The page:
How to Design Great Logos Using Color Theory and Psychology [Infographic]

Written by Branding, Design


As you’re launching a business or rebranding, you’re probably planning to use your favorite color in your logo design. After all, it’s your business; it should reflect your personality.

But before you get too far down the road, you should understand there’s an entire psychology behind color perception by your potential customers. The color choice for your logo often will be the first message you send to potential customers.

For instance, you’re thinking red will scream out your name and help you stand above the competition. While this may be true, red also could signify danger and serve to frighten some customers. Red might be your ultimate decision, but the point is to think through all the variables before plunging ahead.

Color Meanings

Here’s a brief overview of how different colors affect your customers’ brains from Color Psychology, which can take you as deep into color thinking as you’d like to dive. We’ll start with primary colors:

​Primary Colors​

• Red: Stands for energy, power, determination and strength, but also signifies danger and war. Red does have an effect on human metabolism, increasing appetite, hence it’s frequent use in restaurant and food businesses. It also attract attention more than all other colors, but sometimes for negative reasons.

• Blue: Represents calm, professionalism, sincerity, trust. Blue is the most popular color for corporate logos because of these features of authority and loyalty, but it also makes it hard to stand out from the crowd. These strong features make it a frequent choice for governments and financial institutions.

• Yellow: Implies fun, happiness, intelligence and energy, but can be disruptive when overused. Yellow stimulates mental activity, but possibly too much as babies cry more frequently when left in a yellow room. Because it also stands out, yellow is used in signage that changed its psychology into a color of caution or danger; plus the connotations of cowardice.

Secondary Colors​

• Purple: As we shift into secondary colors (those made by a combination of two primary colors), purple draws stability from blue and energy from red. The color of royalty, purple speaks of power, nobility and ambition, but it also can be perceived as extravagant and overabundant. Its association with wisdom and dignity has made it a symbol of religion.

• Green: Green attracts stability from blue along with warmth from yellow, making it a soothing color. It’s abundance in nature makes it a common choice for health and nutrition businesses. Dark green also signifies money.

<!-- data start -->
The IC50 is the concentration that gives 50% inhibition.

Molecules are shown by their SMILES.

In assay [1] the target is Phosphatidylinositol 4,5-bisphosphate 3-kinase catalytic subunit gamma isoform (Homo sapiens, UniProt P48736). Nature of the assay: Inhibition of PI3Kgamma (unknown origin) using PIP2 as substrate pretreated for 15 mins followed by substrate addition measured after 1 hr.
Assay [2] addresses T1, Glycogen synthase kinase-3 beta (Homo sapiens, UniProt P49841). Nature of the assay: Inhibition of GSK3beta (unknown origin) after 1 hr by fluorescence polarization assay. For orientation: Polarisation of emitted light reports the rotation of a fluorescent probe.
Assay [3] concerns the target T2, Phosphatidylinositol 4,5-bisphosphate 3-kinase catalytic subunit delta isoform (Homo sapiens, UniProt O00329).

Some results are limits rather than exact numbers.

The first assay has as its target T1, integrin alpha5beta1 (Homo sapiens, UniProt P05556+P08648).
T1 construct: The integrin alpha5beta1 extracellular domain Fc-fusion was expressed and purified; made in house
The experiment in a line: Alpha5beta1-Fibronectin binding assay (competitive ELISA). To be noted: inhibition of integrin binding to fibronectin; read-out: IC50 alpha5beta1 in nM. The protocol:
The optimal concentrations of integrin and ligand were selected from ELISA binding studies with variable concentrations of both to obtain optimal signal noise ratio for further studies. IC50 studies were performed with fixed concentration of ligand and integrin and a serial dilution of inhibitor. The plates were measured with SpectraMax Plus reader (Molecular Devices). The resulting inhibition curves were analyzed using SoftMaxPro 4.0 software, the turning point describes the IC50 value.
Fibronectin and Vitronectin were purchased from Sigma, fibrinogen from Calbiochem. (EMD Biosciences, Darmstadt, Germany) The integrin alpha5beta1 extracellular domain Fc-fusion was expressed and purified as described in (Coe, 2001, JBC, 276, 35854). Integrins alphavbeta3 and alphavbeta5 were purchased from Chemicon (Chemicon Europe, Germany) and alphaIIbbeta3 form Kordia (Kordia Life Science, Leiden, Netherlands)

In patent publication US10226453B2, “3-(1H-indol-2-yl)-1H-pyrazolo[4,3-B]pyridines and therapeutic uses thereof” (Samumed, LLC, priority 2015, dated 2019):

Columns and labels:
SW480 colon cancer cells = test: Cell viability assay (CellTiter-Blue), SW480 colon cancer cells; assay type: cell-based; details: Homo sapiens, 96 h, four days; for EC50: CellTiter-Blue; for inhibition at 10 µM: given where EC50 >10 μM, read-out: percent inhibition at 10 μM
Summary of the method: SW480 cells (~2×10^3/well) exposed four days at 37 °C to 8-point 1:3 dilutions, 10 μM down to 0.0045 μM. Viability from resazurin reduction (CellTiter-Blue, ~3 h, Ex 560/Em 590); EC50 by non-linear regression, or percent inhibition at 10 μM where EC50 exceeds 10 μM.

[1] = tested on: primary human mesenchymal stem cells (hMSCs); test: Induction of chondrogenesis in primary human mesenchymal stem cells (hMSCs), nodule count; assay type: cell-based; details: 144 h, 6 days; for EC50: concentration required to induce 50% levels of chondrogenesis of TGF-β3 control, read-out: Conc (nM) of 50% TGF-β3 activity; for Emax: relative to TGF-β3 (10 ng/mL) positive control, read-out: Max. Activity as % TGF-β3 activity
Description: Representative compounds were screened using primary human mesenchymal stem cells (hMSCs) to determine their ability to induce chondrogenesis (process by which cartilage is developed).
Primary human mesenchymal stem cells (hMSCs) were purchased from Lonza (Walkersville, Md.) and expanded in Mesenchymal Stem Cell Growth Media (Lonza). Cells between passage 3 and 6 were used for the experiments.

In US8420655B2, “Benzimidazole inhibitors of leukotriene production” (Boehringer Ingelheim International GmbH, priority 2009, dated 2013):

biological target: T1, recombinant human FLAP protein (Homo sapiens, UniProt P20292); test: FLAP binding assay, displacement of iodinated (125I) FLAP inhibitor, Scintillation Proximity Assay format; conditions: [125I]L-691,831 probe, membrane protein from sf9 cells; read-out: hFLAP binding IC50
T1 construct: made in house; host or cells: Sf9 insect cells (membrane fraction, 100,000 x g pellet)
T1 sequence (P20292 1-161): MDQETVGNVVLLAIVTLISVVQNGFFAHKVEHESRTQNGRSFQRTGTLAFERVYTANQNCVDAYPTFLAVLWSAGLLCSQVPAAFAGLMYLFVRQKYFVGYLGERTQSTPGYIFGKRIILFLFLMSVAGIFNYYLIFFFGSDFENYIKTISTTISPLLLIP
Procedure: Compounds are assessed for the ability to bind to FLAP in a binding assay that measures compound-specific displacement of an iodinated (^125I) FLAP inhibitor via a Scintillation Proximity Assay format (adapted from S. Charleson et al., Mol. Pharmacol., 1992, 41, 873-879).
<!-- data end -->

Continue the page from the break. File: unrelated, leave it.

• Orange: Orange gains the energy of red along with the happiness of yellow to create a youthful and energizing feeling. Orange also implies a connotation of affordability and creativity.

• Black: While some people may not think of black and white as “colors” per se, they definitely carry their own psychologies. Black is considered authoritative, elegant and formal, but also signifies death, evil and mystery.

• White: White implies purity and cleanliness, but as a practical matter, needs to be paired with a color to stand out on a white background.

Solo or Combo

The second consideration is whether you want to use a solo color for your logo or some combination. Color theory can offer some assistance if you decide on a combo as you don’t want to incorporate clashing colors into a logo design with will merely create confusion in your customers’ minds.

One of the basics of color theory is the use of a color wheel, which allows you to determine complementary colors, analogous colors, triadic colors, etc.

A multi-colored logo, while mixing messages, also can imply inclusiveness, i.e. companies such as eBay and Google who seek to appeal to a broad cross-section of humanity.

Of course, when it comes to design, the old KISS adage (keep it simple, stupid) still applies. Often, the best way to stick in your customers’ minds is to create a simple, memorable image.

Understanding all the ins and outs of color design, color psychology, and color theory may not be where you spend your energy as you launch or rebrand your company. has a staff of experts in the area of design and messaging. They will assist you in understanding the personality of your company and your potential clients. Printleaf will create a logo and brand images that will serve your company for many years.


Last modified: January 31, 2020

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How to Design Great Logos Using Color Theory and Psychology [Infographic]

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